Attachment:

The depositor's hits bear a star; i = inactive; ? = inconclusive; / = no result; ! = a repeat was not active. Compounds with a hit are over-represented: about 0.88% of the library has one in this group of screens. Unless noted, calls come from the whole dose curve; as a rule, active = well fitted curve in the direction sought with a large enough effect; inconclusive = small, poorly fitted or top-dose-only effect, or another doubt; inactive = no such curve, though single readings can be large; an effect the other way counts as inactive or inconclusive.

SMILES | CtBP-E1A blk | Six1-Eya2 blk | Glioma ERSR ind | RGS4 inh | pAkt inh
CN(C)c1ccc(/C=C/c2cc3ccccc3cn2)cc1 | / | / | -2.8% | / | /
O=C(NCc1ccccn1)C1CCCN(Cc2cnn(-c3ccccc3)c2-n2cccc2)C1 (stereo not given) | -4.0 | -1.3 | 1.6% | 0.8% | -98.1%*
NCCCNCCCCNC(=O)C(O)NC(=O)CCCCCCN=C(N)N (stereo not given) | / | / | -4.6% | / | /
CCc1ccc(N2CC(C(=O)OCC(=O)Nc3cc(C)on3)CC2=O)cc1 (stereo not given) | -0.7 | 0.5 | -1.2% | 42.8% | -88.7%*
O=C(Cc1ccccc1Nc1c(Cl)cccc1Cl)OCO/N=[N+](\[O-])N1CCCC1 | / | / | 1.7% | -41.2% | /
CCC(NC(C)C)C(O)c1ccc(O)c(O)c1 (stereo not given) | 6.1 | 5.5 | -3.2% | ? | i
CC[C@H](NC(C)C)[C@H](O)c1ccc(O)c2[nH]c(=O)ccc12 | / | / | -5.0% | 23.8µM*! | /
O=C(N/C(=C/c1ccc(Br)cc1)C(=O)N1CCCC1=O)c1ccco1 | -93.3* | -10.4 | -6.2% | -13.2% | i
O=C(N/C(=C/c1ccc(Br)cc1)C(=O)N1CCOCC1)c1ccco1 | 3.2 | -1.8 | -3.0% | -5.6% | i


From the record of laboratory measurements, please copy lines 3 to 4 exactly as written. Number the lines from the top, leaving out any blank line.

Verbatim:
CN(C)c1ccc(/C=C/c2cc3ccccc3cn2)cc1 | / | / | -2.8% | / | /
O=C(NCc1ccccn1)C1CCCN(Cc2cnn(-c3ccccc3)c2-n2cccc2)C1 (stereo not given) | -4.0 | -1.3 | 1.6% | 0.8% | -98.1%*